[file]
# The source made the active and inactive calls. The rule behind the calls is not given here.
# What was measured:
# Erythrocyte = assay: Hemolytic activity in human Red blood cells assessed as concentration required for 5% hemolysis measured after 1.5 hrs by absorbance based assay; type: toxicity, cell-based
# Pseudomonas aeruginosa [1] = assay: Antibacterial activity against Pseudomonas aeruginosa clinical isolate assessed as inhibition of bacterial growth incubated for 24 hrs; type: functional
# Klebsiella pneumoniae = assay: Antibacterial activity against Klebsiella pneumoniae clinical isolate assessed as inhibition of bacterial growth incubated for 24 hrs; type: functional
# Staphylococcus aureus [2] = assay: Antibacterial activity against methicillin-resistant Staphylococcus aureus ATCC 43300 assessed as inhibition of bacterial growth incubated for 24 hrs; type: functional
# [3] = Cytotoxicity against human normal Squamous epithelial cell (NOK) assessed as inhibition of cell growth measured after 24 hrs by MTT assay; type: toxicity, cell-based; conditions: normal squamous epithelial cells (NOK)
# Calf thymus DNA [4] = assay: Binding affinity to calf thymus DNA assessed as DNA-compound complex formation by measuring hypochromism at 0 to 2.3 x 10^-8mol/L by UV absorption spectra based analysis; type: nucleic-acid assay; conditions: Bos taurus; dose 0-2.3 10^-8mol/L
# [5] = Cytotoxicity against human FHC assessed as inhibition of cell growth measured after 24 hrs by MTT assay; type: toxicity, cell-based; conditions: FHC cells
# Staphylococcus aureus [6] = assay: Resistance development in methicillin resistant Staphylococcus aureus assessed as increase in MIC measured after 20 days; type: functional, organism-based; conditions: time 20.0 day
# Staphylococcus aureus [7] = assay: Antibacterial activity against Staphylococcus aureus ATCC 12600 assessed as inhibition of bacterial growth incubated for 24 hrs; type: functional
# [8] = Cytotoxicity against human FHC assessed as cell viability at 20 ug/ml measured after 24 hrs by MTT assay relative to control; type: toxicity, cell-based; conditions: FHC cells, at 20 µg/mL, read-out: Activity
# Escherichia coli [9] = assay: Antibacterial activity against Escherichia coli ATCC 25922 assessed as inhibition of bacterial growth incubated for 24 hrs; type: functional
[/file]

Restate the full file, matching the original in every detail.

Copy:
# The source made the active and inactive calls. The rule behind the calls is not given here.
# What was measured:
# Erythrocyte = assay: Hemolytic activity in human Red blood cells assessed as concentration required for 5% hemolysis measured after 1.5 hrs by absorbance based assay; type: toxicity, cell-based
# Pseudomonas aeruginosa [1] = assay: Antibacterial activity against Pseudomonas aeruginosa clinical isolate assessed as inhibition of bacterial growth incubated for 24 hrs; type: functional
# Klebsiella pneumoniae = assay: Antibacterial activity against Klebsiella pneumoniae clinical isolate assessed as inhibition of bacterial growth incubated for 24 hrs; type: functional
# Staphylococcus aureus [2] = assay: Antibacterial activity against methicillin-resistant Staphylococcus aureus ATCC 43300 assessed as inhibition of bacterial growth incubated for 24 hrs; type: functional
# [3] = Cytotoxicity against human normal Squamous epithelial cell (NOK) assessed as inhibition of cell growth measured after 24 hrs by MTT assay; type: toxicity, cell-based; conditions: normal squamous epithelial cells (NOK)
# Calf thymus DNA [4] = assay: Binding affinity to calf thymus DNA assessed as DNA-compound complex formation by measuring hypochromism at 0 to 2.3 x 10^-8mol/L by UV absorption spectra based analysis; type: nucleic-acid assay; conditions: Bos taurus; dose 0-2.3 10^-8mol/L
# [5] = Cytotoxicity against human FHC assessed as inhibition of cell growth measured after 24 hrs by MTT assay; type: toxicity, cell-based; conditions: FHC cells
# Staphylococcus aureus [6] = assay: Resistance development in methicillin resistant Staphylococcus aureus assessed as increase in MIC measured after 20 days; type: functional, organism-based; conditions: time 20.0 day
# Staphylococcus aureus [7] = assay: Antibacterial activity against Staphylococcus aureus ATCC 12600 assessed as inhibition of bacterial growth incubated for 24 hrs; type: functional
# [8] = Cytotoxicity against human FHC assessed as cell viability at 20 ug/ml measured after 24 hrs by MTT assay relative to control; type: toxicity, cell-based; conditions: FHC cells, at 20 µg/mL, read-out: Activity
# Escherichia coli [9] = assay: Antibacterial activity against Escherichia coli ATCC 25922 assessed as inhibition of bacterial growth incubated for 24 hrs; type: functional